“When you look at the inconsistencies being positioned as player safety issue, it becomes clear that it isn’t (all about safety),” said Greg Best, the Waterloo minor hockey president and former Junior B commissioner. “Otherwise, you would restrict every player to their public health zones. And in the (OHF) plan, new players can’t cross health zones, but old players can.

“There is a massive disconnect between the governing bodies and the grassroots groups putting together their programs on what’s achievable.”

McKee warns against using the GTHL model as a reason to start building rosters quickly.

“They’re doing it based on their different structure,” he said, “but they also have a challenge because there are three public health units within it. I’m not sure if they’ve got to that answer yet, but they are also starting very slowly. They’re just doing skills and aren’t looking at team play until November, whereas we have people who want to play games next week.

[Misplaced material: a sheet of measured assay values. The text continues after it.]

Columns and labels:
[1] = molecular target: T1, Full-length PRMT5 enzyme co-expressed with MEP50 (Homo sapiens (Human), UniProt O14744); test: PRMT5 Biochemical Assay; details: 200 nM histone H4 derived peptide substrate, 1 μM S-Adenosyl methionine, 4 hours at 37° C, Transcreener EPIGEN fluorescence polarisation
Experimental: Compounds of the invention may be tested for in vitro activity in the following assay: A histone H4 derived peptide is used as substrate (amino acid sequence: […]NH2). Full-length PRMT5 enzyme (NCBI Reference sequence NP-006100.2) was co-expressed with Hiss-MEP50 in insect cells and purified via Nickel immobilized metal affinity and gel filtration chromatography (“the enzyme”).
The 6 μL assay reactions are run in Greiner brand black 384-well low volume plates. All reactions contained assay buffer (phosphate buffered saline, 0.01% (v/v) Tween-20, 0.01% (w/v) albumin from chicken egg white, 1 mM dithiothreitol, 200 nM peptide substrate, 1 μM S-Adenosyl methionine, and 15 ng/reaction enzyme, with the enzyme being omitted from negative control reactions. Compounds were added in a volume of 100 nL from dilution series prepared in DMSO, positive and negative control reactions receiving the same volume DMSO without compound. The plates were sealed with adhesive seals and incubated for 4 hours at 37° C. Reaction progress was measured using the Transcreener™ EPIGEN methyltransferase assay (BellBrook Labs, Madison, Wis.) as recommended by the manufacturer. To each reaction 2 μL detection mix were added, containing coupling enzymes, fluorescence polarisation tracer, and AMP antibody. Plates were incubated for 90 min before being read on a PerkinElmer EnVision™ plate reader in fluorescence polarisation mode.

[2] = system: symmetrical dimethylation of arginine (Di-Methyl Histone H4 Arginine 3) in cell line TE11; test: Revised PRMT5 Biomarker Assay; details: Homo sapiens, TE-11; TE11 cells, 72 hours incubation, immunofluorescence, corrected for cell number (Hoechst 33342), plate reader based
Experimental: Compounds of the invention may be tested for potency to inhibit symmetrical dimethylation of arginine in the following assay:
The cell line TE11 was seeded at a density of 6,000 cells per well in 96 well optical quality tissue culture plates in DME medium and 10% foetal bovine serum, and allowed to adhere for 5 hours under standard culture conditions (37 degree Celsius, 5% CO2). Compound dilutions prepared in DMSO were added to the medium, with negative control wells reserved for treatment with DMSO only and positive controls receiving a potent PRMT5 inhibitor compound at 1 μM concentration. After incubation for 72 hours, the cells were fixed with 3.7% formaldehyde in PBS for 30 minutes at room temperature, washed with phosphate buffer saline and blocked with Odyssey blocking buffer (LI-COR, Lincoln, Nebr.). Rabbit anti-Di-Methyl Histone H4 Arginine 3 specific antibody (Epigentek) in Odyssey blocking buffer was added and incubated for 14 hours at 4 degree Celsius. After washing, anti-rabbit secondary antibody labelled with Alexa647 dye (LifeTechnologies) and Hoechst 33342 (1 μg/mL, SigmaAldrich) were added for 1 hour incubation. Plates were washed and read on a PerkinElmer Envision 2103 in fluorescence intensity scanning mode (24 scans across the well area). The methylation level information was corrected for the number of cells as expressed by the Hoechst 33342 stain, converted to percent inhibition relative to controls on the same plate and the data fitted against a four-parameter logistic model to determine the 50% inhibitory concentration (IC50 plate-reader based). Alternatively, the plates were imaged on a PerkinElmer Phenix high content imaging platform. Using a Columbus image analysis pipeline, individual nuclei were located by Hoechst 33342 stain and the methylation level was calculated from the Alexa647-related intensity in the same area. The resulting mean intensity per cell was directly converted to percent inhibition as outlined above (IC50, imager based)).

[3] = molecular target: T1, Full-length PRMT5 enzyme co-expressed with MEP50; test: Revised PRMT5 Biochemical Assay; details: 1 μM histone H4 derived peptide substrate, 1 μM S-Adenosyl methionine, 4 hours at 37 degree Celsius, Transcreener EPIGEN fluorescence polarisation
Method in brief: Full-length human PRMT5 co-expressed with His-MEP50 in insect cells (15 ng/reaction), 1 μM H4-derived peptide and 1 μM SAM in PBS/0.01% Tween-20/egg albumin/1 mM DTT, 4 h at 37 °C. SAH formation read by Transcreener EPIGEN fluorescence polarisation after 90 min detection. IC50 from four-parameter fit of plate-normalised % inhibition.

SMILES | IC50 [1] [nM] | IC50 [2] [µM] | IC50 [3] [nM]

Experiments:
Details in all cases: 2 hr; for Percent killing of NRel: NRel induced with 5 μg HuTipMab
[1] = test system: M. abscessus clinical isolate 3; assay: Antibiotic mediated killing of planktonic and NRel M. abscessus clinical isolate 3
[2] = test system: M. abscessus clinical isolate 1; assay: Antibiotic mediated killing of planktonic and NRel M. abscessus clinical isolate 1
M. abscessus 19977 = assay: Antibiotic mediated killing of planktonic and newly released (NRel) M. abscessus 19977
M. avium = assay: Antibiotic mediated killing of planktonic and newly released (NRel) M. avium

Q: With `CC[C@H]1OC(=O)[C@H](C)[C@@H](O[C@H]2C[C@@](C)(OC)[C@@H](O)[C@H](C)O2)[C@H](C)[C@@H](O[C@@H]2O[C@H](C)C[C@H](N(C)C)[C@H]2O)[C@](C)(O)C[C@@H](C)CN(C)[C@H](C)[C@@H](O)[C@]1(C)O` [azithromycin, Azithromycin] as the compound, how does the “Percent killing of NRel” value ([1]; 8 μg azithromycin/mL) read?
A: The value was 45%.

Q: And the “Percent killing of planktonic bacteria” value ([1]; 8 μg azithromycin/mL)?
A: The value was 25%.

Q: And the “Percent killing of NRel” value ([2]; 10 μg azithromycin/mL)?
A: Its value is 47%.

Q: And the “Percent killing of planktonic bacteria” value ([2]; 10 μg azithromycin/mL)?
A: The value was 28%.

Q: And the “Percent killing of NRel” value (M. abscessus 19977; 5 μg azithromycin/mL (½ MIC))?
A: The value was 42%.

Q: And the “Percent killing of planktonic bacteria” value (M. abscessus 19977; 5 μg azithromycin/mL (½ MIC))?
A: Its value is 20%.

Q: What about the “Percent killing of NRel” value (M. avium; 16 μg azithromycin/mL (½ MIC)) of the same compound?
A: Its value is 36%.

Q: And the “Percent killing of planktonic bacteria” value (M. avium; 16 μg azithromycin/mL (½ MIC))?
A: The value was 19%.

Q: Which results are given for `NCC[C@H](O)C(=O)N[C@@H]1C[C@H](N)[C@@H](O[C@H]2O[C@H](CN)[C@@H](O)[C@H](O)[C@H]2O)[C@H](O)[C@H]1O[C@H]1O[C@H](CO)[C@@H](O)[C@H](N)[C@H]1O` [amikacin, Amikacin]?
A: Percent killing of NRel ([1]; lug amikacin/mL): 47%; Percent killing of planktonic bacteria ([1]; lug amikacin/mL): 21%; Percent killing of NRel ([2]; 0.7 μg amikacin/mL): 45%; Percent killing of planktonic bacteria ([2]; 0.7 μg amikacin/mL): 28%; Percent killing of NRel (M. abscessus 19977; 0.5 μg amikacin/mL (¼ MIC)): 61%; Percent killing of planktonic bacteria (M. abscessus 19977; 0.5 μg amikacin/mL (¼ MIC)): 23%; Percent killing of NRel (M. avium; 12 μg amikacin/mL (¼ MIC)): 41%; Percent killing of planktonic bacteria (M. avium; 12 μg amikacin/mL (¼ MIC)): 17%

“The GTHL is forming teams, but when they get to November, they may have problems.”

The biggest concern, of course, is for the 15- and 16-year-old players hoping to be noticed for the next OHL draft or to attract the attention of NCAA schools.

“You have American teams that have already skated for a month,” daSilva said. “You have tournaments in other provinces. As we’ve seen, not everything is the same in Ontario. In the Alliance, we’re wondering how we’re going to showcase our 2004 and ’05 (born) players. We just want the same rules and privileges as everyone else.”